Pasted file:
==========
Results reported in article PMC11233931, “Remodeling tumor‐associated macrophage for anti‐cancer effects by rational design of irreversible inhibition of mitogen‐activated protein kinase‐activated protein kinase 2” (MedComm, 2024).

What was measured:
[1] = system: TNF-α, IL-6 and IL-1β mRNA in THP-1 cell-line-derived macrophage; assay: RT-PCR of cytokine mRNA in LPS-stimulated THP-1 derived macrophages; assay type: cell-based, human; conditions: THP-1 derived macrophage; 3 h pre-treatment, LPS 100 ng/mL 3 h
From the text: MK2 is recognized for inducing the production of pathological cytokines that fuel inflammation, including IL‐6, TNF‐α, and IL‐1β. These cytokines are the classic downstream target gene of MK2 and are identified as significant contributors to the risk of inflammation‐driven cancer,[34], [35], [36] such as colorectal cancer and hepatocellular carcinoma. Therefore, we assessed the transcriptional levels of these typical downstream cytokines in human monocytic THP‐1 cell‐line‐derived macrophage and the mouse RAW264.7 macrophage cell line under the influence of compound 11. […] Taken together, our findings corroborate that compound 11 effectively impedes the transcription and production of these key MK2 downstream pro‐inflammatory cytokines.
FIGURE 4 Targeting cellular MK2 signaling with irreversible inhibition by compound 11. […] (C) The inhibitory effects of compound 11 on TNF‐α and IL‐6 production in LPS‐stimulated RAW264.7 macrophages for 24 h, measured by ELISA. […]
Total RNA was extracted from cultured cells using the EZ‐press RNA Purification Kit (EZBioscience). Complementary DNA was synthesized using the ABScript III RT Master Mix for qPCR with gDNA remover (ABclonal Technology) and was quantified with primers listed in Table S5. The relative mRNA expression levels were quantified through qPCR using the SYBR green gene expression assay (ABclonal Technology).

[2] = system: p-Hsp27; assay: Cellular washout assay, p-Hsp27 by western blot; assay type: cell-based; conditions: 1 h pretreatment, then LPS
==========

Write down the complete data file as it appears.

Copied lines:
Results reported in article PMC11233931, “Remodeling tumor‐associated macrophage for anti‐cancer effects by rational design of irreversible inhibition of mitogen‐activated protein kinase‐activated protein kinase 2” (MedComm, 2024).

What was measured:
[1] = system: TNF-α, IL-6 and IL-1β mRNA in THP-1 cell-line-derived macrophage; assay: RT-PCR of cytokine mRNA in LPS-stimulated THP-1 derived macrophages; assay type: cell-based, human; conditions: THP-1 derived macrophage; 3 h pre-treatment, LPS 100 ng/mL 3 h
From the text: MK2 is recognized for inducing the production of pathological cytokines that fuel inflammation, including IL‐6, TNF‐α, and IL‐1β. These cytokines are the classic downstream target gene of MK2 and are identified as significant contributors to the risk of inflammation‐driven cancer,[34], [35], [36] such as colorectal cancer and hepatocellular carcinoma. Therefore, we assessed the transcriptional levels of these typical downstream cytokines in human monocytic THP‐1 cell‐line‐derived macrophage and the mouse RAW264.7 macrophage cell line under the influence of compound 11. […] Taken together, our findings corroborate that compound 11 effectively impedes the transcription and production of these key MK2 downstream pro‐inflammatory cytokines.
FIGURE 4 Targeting cellular MK2 signaling with irreversible inhibition by compound 11. […] (C) The inhibitory effects of compound 11 on TNF‐α and IL‐6 production in LPS‐stimulated RAW264.7 macrophages for 24 h, measured by ELISA. […]
Total RNA was extracted from cultured cells using the EZ‐press RNA Purification Kit (EZBioscience). Complementary DNA was synthesized using the ABScript III RT Master Mix for qPCR with gDNA remover (ABclonal Technology) and was quantified with primers listed in Table S5. The relative mRNA expression levels were quantified through qPCR using the SYBR green gene expression assay (ABclonal Technology).

[2] = system: p-Hsp27; assay: Cellular washout assay, p-Hsp27 by western blot; assay type: cell-based; conditions: 1 h pretreatment, then LPS